The following are the interpretations of QM: Bohmian · CCC · Consistent histories · Copenhagen · Ensemble · Hidden variable theory · Many-worlds · Pondicherry · Quantum logic · Relational · Transactional Which is the most accepted by the theoretical physics community? Obviously all have some supporters but I'm interested in finding out which is the most popular and why? Thanks.
There have actually been surveys done on this here. And I have seen some informal surverys as well. In many ways the most popular answer may be "Don't know, not sure if I should care". Not saying that is my opinion or that most specialists hold that view, but I would say it reflects the viewpoint of a lot of working physicists.
Ensemble, of course. It is not so opposite to the others though. Why ensemble? Because one point does not give you all information about the quantum state. One point is a too poor experiment. You cannot even tell/prove where it comes from. As in the macroscopic case, in the microscopic case you also deal with compound systems. And any compound system needs many exchanges to reveal its true face. More pixels, better image.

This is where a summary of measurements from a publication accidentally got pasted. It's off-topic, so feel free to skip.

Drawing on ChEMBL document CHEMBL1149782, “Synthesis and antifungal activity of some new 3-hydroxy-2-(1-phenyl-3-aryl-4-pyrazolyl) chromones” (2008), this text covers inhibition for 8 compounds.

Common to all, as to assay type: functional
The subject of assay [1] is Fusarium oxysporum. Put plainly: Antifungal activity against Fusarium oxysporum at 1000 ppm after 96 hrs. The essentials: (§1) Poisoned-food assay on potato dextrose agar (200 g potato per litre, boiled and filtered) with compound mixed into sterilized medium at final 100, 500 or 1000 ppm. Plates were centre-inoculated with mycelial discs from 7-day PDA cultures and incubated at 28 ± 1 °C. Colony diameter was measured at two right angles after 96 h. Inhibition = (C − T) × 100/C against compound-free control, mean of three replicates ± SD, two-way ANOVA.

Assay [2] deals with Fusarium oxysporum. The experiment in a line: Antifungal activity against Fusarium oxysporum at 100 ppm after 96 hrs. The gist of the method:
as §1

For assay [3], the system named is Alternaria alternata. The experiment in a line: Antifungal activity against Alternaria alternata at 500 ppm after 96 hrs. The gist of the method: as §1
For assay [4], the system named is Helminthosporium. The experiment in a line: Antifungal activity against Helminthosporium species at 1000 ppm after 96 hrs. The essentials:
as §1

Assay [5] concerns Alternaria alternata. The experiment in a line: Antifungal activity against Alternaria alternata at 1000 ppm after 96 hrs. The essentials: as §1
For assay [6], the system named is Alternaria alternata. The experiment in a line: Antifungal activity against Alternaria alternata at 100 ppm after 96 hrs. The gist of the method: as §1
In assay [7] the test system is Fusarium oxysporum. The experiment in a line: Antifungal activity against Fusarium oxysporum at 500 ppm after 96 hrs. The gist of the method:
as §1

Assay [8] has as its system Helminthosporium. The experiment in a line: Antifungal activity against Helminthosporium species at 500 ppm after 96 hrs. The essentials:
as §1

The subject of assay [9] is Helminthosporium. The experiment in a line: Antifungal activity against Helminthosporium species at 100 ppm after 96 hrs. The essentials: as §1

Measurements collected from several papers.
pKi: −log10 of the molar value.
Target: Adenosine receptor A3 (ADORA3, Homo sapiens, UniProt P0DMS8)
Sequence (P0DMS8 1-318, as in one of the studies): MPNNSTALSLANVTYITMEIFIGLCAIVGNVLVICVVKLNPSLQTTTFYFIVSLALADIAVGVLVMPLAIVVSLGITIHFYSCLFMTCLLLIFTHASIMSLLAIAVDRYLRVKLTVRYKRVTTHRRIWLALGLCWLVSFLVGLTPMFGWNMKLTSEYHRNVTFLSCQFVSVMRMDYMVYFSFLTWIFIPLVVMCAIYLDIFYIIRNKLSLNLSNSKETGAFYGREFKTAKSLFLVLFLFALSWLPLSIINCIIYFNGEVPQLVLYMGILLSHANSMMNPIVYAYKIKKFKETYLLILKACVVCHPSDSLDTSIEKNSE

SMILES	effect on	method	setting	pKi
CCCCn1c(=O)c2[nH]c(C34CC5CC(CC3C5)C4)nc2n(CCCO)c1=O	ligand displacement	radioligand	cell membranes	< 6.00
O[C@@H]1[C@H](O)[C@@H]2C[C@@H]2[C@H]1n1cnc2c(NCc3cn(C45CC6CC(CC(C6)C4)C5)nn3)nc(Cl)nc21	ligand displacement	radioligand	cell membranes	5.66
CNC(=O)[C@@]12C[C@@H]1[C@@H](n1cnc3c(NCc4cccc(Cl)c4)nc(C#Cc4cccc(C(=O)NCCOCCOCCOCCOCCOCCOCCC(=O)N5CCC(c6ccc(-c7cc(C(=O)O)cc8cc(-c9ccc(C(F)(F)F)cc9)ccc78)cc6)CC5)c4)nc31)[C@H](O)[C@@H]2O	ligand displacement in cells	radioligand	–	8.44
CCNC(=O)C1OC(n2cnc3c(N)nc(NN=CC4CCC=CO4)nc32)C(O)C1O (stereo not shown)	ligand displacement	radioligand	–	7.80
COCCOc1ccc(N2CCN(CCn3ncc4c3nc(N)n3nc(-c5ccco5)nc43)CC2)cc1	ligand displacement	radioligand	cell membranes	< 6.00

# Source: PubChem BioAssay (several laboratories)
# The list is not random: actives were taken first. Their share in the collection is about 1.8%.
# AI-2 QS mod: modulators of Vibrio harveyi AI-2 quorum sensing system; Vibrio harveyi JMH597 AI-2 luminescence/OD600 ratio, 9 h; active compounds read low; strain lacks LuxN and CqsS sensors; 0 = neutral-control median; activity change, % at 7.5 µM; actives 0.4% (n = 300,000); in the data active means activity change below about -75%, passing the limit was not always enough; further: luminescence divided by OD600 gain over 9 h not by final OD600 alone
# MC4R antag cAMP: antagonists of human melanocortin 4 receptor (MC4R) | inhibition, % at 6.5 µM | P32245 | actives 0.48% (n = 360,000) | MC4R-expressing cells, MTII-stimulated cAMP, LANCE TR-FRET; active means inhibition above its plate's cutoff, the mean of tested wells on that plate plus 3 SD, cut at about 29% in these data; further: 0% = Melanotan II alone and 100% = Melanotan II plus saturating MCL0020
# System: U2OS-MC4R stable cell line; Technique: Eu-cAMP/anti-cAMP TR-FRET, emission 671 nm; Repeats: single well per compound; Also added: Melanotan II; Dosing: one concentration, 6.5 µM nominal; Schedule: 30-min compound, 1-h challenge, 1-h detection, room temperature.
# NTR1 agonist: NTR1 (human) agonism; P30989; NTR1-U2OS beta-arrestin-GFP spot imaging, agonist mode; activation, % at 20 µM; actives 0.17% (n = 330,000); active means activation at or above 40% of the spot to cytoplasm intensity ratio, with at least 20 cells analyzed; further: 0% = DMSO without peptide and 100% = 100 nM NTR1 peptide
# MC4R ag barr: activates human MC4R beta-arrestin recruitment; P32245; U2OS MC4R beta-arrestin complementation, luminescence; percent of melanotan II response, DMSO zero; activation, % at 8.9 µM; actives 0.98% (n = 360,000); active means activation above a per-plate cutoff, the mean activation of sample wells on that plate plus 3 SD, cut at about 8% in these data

I find the majority of physicists don't care about interpretations, subscribing to Mermin's "shut up and calculate." Physics Today 57, #5, 10-11 (2004).
They keep exactly to the ensemble interpretation: everybody calculates probabilities in our, single Universe according to the wave (quantum) mechanics.
That's like saying that all agnostics are Buddhists, because Buddhism allows the possibility of all other gods. Among physicists who do express preference for an interpretation, many-worlds interpretation is very popular.
How about the experimentalists? Are they content with one-point data in a double-slit experiment or do they care about measurement statistics in this world?
I also prefer Many Worlds - and I am (or used to be) an instrumentalist/experimentalist. But I don't consider MW necessarily as "true", I only consider it as a very helpful mental picture to get some intuition for quantum-mechanical experiments. It avoids the difficult question of "what is a measurement" and "when does the wave function collapse" - and when you do so, all apparent paradoxes of EPR experiments and of retarded quantum erasers and so on disappear.